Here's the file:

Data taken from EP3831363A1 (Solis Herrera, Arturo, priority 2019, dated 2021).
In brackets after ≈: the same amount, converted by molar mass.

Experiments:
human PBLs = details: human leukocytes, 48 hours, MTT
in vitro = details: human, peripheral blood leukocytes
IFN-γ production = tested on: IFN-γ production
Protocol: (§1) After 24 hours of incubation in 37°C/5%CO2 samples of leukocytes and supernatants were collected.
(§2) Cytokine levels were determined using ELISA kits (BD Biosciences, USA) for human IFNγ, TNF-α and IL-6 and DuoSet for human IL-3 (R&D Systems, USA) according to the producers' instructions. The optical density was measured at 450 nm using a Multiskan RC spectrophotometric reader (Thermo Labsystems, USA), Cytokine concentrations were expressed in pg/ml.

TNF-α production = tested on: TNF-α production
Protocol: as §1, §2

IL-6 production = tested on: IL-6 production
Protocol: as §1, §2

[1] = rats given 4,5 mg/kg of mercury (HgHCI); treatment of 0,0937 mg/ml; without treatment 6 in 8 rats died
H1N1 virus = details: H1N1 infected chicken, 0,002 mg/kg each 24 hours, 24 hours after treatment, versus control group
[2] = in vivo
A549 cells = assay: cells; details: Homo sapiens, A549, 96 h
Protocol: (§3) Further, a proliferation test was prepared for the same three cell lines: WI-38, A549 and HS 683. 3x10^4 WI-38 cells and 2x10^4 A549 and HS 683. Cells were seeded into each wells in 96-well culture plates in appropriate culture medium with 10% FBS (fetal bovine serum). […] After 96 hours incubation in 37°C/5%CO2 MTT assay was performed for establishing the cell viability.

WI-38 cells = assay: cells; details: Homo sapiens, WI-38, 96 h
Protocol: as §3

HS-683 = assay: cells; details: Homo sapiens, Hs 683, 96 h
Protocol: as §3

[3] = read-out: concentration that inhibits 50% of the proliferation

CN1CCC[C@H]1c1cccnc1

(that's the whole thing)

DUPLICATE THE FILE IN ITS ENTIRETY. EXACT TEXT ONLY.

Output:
Data taken from EP3831363A1 (Solis Herrera, Arturo, priority 2019, dated 2021).
In brackets after ≈: the same amount, converted by molar mass.

Experiments:
human PBLs = details: human leukocytes, 48 hours, MTT
in vitro = details: human, peripheral blood leukocytes
IFN-γ production = tested on: IFN-γ production
Protocol: (§1) After 24 hours of incubation in 37°C/5%CO2 samples of leukocytes and supernatants were collected.
(§2) Cytokine levels were determined using ELISA kits (BD Biosciences, USA) for human IFNγ, TNF-α and IL-6 and DuoSet for human IL-3 (R&D Systems, USA) according to the producers' instructions. The optical density was measured at 450 nm using a Multiskan RC spectrophotometric reader (Thermo Labsystems, USA), Cytokine concentrations were expressed in pg/ml.

TNF-α production = tested on: TNF-α production
Protocol: as §1, §2

IL-6 production = tested on: IL-6 production
Protocol: as §1, §2

[1] = rats given 4,5 mg/kg of mercury (HgHCI); treatment of 0,0937 mg/ml; without treatment 6 in 8 rats died
H1N1 virus = details: H1N1 infected chicken, 0,002 mg/kg each 24 hours, 24 hours after treatment, versus control group
[2] = in vivo
A549 cells = assay: cells; details: Homo sapiens, A549, 96 h
Protocol: (§3) Further, a proliferation test was prepared for the same three cell lines: WI-38, A549 and HS 683. 3x10^4 WI-38 cells and 2x10^4 A549 and HS 683. Cells were seeded into each wells in 96-well culture plates in appropriate culture medium with 10% FBS (fetal bovine serum). […] After 96 hours incubation in 37°C/5%CO2 MTT assay was performed for establishing the cell viability.

WI-38 cells = assay: cells; details: Homo sapiens, WI-38, 96 h
Protocol: as §3

HS-683 = assay: cells; details: Homo sapiens, Hs 683, 96 h
Protocol: as §3

[3] = read-out: concentration that inhibits 50% of the proliferation

CN1CCC[C@H]1c1cccnc1